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Beginning of the End
A star that’s at the beginning of its final act is going out in style. It’s blowing hot gas off its surface, forming clouds on either side of the star. Powerful winds from the star are sculpting both clouds into cones, with the wide ends closer to the star.
The star doesn’t have a name — only a long list of numbers. But the entire complex is nicknamed Minkowski’s Footprint, after the astronomer who cataloged it, and its resemblance to a footprint in some images.
The star is bigger, brighter, and more massive than the Sun. But it’s burned through the nuclear fuel in its core, so the fusion reactions that power it are shutting down. That’s causing the star’s outer layers to surge out into space, creating a nebula around the star.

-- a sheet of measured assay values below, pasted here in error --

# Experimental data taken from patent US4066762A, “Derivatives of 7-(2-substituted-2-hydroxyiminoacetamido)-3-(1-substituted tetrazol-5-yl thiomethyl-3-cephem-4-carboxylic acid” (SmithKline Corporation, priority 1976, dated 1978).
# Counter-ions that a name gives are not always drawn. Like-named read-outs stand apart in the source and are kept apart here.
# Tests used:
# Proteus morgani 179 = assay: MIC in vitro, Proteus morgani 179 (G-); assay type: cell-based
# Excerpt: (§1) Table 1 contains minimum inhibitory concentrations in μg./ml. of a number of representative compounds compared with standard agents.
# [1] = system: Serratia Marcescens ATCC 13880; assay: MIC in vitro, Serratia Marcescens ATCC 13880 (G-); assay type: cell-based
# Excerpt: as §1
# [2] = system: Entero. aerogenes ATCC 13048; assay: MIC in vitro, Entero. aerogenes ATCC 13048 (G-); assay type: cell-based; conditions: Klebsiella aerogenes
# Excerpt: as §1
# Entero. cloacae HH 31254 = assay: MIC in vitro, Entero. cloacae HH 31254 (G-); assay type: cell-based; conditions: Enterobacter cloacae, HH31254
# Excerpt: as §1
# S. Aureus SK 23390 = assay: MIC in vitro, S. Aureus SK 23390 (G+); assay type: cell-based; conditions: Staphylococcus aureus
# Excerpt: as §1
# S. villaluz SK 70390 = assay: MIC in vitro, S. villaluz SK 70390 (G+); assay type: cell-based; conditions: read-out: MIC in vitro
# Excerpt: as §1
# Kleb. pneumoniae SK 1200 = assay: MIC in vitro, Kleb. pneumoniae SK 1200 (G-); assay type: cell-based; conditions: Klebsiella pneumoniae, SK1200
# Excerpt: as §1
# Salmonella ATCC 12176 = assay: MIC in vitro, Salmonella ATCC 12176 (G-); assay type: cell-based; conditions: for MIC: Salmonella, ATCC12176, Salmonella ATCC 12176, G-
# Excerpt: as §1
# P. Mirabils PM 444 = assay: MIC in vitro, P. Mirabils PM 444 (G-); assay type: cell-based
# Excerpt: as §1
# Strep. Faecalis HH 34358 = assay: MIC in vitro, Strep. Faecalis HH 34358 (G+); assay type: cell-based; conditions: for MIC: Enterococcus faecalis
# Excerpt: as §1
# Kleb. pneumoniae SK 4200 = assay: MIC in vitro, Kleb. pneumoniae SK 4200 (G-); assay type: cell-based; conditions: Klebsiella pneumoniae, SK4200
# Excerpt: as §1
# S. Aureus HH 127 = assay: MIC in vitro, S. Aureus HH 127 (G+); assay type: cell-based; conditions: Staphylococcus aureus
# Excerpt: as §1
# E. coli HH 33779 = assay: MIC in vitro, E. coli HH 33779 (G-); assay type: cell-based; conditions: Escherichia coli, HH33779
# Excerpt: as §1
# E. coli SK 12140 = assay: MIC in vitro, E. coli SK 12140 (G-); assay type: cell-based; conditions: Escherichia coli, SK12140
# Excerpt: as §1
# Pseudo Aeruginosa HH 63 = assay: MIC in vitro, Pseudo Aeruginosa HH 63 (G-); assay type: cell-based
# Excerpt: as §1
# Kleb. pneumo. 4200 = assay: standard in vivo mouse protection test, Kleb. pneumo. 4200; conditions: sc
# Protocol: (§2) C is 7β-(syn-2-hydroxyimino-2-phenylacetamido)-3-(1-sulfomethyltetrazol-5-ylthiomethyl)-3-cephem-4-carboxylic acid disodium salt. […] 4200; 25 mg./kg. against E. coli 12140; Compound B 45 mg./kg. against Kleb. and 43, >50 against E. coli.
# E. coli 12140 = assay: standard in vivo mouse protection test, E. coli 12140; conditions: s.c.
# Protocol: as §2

This process is in its early days, so it’s known as a protoplanetary nebula. The nebula is visible only because its gas and dust reflect light from the star. But in a few thousand years, the dying core will become much hotter. Its radiation will cause the clouds to glow on their own, creating a full-fledged planetary nebula.
The expelled material will continue to expand, forming a colorful bubble. After tens of thousands of years, it’ll fade from view, and only the hot but dead core will remain — the end of a star.
The nebula is near the beak of Cygnus, the swan, which is about a third of the way up the western sky at nightfall. But you need a telescope to see this dying star.
Script by Damond Benningfield